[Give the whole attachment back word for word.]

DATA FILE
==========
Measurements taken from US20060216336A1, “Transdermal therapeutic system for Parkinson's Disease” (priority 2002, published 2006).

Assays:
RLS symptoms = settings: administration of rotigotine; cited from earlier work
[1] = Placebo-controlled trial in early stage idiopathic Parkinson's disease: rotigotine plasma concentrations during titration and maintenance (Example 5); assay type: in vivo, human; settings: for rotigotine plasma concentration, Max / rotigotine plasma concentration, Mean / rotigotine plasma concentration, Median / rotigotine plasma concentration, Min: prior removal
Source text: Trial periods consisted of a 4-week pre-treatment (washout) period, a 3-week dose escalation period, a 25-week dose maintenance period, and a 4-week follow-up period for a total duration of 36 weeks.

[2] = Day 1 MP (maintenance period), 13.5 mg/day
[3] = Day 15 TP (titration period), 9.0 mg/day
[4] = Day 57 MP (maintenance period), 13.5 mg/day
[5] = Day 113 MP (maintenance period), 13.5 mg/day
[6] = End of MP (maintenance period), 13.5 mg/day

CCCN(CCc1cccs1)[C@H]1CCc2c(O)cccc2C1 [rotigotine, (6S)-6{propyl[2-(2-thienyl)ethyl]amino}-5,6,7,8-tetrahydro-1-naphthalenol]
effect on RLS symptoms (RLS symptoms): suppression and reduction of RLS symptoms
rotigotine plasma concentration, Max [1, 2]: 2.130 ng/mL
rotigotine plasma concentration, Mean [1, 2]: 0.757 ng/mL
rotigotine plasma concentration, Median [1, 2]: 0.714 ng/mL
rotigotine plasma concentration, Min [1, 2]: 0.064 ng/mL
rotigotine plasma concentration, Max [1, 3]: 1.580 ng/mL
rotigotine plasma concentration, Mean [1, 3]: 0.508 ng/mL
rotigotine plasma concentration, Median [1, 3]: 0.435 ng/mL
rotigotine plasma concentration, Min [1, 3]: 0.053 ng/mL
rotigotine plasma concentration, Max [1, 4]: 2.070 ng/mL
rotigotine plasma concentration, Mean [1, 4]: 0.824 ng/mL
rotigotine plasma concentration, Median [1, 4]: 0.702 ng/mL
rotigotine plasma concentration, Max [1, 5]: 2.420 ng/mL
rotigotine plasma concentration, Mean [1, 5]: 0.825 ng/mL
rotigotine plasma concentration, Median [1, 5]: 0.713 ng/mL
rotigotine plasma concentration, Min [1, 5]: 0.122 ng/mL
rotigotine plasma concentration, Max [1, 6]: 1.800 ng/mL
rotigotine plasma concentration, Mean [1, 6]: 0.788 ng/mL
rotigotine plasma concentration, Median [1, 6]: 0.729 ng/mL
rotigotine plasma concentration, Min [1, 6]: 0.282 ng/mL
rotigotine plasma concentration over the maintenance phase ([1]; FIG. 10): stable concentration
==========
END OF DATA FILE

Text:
Measurements taken from US20060216336A1, “Transdermal therapeutic system for Parkinson's Disease” (priority 2002, published 2006).

Assays:
RLS symptoms = settings: administration of rotigotine; cited from earlier work
[1] = Placebo-controlled trial in early stage idiopathic Parkinson's disease: rotigotine plasma concentrations during titration and maintenance (Example 5); assay type: in vivo, human; settings: for rotigotine plasma concentration, Max / rotigotine plasma concentration, Mean / rotigotine plasma concentration, Median / rotigotine plasma concentration, Min: prior removal
Source text: Trial periods consisted of a 4-week pre-treatment (washout) period, a 3-week dose escalation period, a 25-week dose maintenance period, and a 4-week follow-up period for a total duration of 36 weeks.

[2] = Day 1 MP (maintenance period), 13.5 mg/day
[3] = Day 15 TP (titration period), 9.0 mg/day
[4] = Day 57 MP (maintenance period), 13.5 mg/day
[5] = Day 113 MP (maintenance period), 13.5 mg/day
[6] = End of MP (maintenance period), 13.5 mg/day

CCCN(CCc1cccs1)[C@H]1CCc2c(O)cccc2C1 [rotigotine, (6S)-6{propyl[2-(2-thienyl)ethyl]amino}-5,6,7,8-tetrahydro-1-naphthalenol]
effect on RLS symptoms (RLS symptoms): suppression and reduction of RLS symptoms
rotigotine plasma concentration, Max [1, 2]: 2.130 ng/mL
rotigotine plasma concentration, Mean [1, 2]: 0.757 ng/mL
rotigotine plasma concentration, Median [1, 2]: 0.714 ng/mL
rotigotine plasma concentration, Min [1, 2]: 0.064 ng/mL
rotigotine plasma concentration, Max [1, 3]: 1.580 ng/mL
rotigotine plasma concentration, Mean [1, 3]: 0.508 ng/mL
rotigotine plasma concentration, Median [1, 3]: 0.435 ng/mL
rotigotine plasma concentration, Min [1, 3]: 0.053 ng/mL
rotigotine plasma concentration, Max [1, 4]: 2.070 ng/mL
rotigotine plasma concentration, Mean [1, 4]: 0.824 ng/mL
rotigotine plasma concentration, Median [1, 4]: 0.702 ng/mL
rotigotine plasma concentration, Max [1, 5]: 2.420 ng/mL
rotigotine plasma concentration, Mean [1, 5]: 0.825 ng/mL
rotigotine plasma concentration, Median [1, 5]: 0.713 ng/mL
rotigotine plasma concentration, Min [1, 5]: 0.122 ng/mL
rotigotine plasma concentration, Max [1, 6]: 1.800 ng/mL
rotigotine plasma concentration, Mean [1, 6]: 0.788 ng/mL
rotigotine plasma concentration, Median [1, 6]: 0.729 ng/mL
rotigotine plasma concentration, Min [1, 6]: 0.282 ng/mL
rotigotine plasma concentration over the maintenance phase ([1]; FIG. 10): stable concentration